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  1. #31  
    Moderator Phil Holland's Avatar
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    Quote Originally Posted by Daniel Soderberg View Post
    Sounds like this might be something to talk to Graeme about though.
    Here's a few "highlight" quotes from one of the many threads on the subject. Remember this content is in reference to the Mysterium X sensor. Dragon will have a different "sweet spot" and also more dynamic range.

    Quote Originally Posted by Graeme Nattress View Post
    800 is the answer.
    "Native" doesn't really have a meaning.
    Quote Originally Posted by Noah Yuan-Vogel View Post
    ISO doesn't mean much in a system where the imager has a fixed, linear light response since there are many ways to build a gamma-corrected image from that data.

    RED usually suggests their ISO800 setting's curve to be the best balance between highlight latitude and noise, which is usually what one wants out of a corrected image. Many people are happy with that default setting. As I understand there are also many ways to build your own look.
    Quote Originally Posted by Graeme Nattress View Post
    Noah's answer is good. Stephen, the sensor doesn't have a "native iso". If you go look up the definition of "ISO" there is no definition for a sensor as-is, and in terms of RAW recording the answer is "go ask the manufacturer what they recommend". We recommend starting at 800 and taking it from there.
    Quote Originally Posted by Graeme Nattress View Post
    Just to be clear - Dynamic Range is constant. It doesn't matter what ISO you shoot, the total DR available is the same. This would not be the case in an analogue gain situation where typically a stop of DR is lost for every stop up in ISO you go.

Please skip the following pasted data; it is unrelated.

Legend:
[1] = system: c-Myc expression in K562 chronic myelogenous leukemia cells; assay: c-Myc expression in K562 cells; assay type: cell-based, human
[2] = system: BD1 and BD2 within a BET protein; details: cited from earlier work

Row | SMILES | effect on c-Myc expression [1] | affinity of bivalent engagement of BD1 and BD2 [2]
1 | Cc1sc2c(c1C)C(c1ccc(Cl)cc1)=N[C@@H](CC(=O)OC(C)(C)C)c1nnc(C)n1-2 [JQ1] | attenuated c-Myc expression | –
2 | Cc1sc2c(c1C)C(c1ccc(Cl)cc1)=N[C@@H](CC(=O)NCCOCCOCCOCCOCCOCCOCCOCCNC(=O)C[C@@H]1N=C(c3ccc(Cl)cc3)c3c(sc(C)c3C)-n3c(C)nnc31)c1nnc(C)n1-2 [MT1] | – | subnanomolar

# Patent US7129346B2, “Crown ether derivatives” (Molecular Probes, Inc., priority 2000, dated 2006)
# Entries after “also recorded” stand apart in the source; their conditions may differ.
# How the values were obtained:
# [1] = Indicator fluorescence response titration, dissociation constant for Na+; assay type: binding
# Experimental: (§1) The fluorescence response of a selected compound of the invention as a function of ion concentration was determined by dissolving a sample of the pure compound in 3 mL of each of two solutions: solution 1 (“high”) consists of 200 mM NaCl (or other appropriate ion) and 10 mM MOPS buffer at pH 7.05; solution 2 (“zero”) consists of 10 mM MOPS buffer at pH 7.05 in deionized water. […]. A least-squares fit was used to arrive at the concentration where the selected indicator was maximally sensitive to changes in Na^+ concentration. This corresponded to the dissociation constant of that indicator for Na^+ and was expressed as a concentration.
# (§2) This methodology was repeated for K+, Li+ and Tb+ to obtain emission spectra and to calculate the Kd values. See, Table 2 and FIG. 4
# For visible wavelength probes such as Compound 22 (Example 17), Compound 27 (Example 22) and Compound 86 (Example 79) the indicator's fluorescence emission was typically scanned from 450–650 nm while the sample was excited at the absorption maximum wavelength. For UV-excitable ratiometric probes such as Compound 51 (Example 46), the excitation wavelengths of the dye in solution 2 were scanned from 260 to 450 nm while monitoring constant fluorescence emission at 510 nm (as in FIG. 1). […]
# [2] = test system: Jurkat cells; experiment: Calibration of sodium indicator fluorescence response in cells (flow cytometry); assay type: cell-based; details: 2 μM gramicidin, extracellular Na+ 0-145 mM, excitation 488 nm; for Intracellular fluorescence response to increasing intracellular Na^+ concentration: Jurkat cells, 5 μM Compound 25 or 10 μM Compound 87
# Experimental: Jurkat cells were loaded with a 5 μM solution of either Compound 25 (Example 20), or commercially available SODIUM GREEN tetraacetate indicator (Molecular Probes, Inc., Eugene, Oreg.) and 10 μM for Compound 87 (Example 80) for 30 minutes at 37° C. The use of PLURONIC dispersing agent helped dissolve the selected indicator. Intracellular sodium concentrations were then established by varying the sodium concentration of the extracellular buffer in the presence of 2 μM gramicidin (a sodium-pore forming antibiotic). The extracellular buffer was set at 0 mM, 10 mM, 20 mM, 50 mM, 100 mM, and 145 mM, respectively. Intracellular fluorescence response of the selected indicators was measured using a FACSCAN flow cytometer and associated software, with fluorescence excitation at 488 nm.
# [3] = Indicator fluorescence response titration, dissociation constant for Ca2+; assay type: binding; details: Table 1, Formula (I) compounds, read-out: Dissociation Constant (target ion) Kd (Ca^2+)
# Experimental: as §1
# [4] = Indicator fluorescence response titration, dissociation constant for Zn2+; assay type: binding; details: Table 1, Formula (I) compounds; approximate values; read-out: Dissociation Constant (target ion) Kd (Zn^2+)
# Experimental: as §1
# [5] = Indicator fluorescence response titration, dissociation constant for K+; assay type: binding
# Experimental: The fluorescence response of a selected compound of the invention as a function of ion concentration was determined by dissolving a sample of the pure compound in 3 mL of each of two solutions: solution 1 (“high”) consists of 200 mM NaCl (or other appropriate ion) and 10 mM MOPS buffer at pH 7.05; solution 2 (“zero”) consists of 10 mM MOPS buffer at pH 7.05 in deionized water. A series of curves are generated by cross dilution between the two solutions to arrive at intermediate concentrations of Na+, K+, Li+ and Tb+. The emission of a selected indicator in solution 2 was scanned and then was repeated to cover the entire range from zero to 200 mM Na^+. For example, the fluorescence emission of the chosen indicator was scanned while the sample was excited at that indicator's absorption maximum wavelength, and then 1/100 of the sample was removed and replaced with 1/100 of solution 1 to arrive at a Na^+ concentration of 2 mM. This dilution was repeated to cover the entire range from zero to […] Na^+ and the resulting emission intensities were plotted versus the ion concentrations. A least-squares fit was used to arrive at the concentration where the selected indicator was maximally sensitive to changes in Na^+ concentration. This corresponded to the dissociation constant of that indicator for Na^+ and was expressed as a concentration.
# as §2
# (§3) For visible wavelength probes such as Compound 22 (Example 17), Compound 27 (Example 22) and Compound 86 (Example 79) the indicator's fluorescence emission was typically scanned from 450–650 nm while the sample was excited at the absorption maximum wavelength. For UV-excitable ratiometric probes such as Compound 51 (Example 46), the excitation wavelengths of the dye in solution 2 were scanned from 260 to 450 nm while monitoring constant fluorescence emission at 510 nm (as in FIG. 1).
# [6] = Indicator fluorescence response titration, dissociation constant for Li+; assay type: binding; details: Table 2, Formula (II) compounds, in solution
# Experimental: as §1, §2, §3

What does change is highlight (and because DR is constant, consequently shadow) latitude. For each stop in ISO you go up, you gain a stop of highlight latitude and loose a stop in the shadows. Another way of thinking of "loosing" the stop in the shadows is that the shadows will get more noise in them.

    Similarly if you go down a stop in ISO, you loose highlight latitude and gain it in the shadows. This is fine until the point where you loose too much in the highlights and start to get clipping. That is why we only recommend you go below ISO 320 if you're very careful and watch those highlights!
    Phil Holland - Cinematographer - Los Angeles
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    RED Weapon 8K VV Dragon "Orochi"
    RED Weapon 8K VV Monstro "Skully"

    Data Sheets and Notes:
    Red Weapon/DSMC2
    Red Dragon
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  2. #32  
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    Thanks for taking the time to create these Phil, it's great info for us "less technical guys' the charts are a tremendously valuable tool when selling our system to clients.
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  3. #33  
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    Quote Originally Posted by Daniel Soderberg View Post
    Interesting Phil... Never saw Jim's post about the Native ISO. That's confusing, and I would argue that there has to be a native camera ISO/'Amount of Light that the Sensor sees' based on the fact that if you change in camera ISO to 320 (anything lower than 800), and expose for that, you will find your highlights have clipped and have been flattened because the camera is actually seeing brighter than the 320 ISO so the highlights clipped... (I've made this mistake and paid for it many years ago on one of my first Red shoots).